Our youth programs build toward the future

June 3, 2019

Poverty is a complicated issue and when you add the complex needs of youth and young adults into the mix, you need the right expertise to be effective. FareStart’s team of dedicated professionals are specialists in working with youth and young adults, and we partner with organizations like YouthCare and the Seattle Public School’s Interagency Academy and Nova High School in our youth programs as well.

Tamera, our youth programs manager, shared her insights on how we continue to push our youth programs forward. She has a background in direct service, case management and social work and has jumped into the position with both feet.

“I oversee both the Youth and Young Adult Barista Program and the Youth Culinary Program,” she said. “I bring a point of view to these programs that focuses on figuring out where we could improve and looking at the culture we create in these programs.”

The Youth and Young Adult Barista Program is an eight-week program for people aged 16 – 24 who are facing challenges like housing instability, lack of job readiness and poverty. The program isn’t just about teaching people how to make lattes.

“This is about getting people ready to be successful at work,” Tamera said. “It’s about long-term success.  We focus on soft skills too while we meet their immediate need of getting off the streets. This program isn’t a stopping point, it is about getting them back into the workforce and opening their eyes to what they could be.”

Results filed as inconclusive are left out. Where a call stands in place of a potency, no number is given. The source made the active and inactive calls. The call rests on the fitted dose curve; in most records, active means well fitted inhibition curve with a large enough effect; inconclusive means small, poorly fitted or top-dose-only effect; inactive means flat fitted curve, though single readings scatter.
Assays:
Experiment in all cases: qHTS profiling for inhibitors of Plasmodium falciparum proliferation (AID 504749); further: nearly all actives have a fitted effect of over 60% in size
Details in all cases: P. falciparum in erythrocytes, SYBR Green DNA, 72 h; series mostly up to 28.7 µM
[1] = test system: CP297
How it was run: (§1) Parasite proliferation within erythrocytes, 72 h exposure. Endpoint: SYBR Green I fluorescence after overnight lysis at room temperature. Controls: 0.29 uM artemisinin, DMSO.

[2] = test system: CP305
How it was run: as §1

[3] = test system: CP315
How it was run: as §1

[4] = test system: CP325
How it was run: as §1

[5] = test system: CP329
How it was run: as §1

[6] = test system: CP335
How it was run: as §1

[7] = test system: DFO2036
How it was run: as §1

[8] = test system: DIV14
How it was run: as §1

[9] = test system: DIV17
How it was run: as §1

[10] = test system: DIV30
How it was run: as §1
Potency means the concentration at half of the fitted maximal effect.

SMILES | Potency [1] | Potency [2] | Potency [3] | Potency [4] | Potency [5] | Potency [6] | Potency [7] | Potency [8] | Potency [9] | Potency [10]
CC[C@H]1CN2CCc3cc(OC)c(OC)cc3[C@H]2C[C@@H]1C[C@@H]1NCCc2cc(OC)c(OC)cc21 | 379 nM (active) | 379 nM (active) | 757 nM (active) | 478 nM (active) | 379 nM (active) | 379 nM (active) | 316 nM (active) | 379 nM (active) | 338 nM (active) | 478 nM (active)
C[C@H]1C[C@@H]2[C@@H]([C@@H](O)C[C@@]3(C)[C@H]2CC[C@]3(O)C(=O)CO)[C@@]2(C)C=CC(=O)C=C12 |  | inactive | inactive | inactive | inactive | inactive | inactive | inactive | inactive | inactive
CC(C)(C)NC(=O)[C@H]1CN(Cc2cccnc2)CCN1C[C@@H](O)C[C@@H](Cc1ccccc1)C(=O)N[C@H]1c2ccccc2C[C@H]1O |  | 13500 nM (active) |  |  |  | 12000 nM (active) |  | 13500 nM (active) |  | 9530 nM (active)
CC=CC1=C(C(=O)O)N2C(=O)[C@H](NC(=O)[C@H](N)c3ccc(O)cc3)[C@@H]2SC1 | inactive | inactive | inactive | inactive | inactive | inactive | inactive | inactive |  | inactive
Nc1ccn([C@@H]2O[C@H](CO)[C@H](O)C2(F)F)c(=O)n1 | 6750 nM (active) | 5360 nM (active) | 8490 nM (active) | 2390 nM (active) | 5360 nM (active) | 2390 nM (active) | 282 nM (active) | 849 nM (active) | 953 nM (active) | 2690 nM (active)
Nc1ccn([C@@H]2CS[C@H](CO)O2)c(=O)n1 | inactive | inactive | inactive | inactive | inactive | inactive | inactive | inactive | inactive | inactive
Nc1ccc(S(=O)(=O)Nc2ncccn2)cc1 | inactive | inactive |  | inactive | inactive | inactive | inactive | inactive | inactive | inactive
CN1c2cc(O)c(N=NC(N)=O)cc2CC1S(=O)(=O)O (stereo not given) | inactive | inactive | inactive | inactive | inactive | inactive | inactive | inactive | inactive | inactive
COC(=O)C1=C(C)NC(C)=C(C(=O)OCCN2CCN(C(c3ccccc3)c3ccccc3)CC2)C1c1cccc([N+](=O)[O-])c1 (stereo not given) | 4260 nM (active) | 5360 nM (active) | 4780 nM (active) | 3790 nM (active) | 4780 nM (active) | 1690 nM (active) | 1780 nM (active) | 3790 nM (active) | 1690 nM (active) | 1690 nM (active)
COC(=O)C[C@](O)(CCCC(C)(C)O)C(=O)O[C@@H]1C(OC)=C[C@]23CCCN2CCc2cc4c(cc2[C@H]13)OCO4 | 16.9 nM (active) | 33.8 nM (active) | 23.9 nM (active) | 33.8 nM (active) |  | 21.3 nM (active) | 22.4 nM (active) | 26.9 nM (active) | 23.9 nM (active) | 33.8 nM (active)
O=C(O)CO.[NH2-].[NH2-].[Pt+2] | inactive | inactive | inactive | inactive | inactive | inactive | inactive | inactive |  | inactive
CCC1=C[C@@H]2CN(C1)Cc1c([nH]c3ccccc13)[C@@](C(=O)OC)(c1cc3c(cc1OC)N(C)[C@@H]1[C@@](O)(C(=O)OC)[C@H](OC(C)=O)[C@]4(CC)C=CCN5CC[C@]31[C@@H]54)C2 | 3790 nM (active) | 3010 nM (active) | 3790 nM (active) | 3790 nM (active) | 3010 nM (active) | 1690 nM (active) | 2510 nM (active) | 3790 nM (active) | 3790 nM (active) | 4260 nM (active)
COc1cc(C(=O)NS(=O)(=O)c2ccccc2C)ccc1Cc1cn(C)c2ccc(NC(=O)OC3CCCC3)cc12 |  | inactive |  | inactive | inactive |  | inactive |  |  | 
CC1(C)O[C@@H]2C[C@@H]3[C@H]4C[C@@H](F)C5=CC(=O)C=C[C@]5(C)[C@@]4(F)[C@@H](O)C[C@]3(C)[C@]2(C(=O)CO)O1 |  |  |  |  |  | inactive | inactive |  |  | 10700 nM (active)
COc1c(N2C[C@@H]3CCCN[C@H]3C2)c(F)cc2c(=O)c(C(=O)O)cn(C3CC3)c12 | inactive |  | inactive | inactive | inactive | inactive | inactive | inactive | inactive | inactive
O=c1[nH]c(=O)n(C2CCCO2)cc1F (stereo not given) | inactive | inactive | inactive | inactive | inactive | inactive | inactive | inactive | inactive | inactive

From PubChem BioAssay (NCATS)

The program teaches culinary and barista skills working with real customers at our Café @ 2100. There, the students interact with customers and work alongside staff and trainers all while getting support from YouthCare. Field trips to businesses such as Caffé Vita and Starbucks also give students a chance to see what type of opportunities there are for them in more than just a barista capacity.

“The students know why they are here,” Tamera said. “Some of them are making money for their families, supporting their families or trying to get funds for college or advancement. We are always looking at the culture we create and how we can always improve for our students. There are a lot of outside factors for these young people and we have to adapt to that.”

The Youth Culinary Program teaches culinary skills to youth in an eight-week program open to people 16 – 21. The program also gives school credit to the students and some credit the program with giving them the motivation to stay in school.

“In training, because this is a younger group, we have to give them a sense of urgency,” Tamera said. “We really focus on having them complete tasks while pushing for that urgency. We work with the school staff person closely in collaboration to help the students get the most that they can out of this program.”

Both programs have graduation ceremonies that are unique to their cultures, but they both bring focus on the success of the students as they move forward.

“Graduation is such a moment of community,” she said. “These young people have found a community and learned something about themselves. They always say it at the graduations – that they feel these programs gave them something about themselves. It is always emotional and very rewarding.”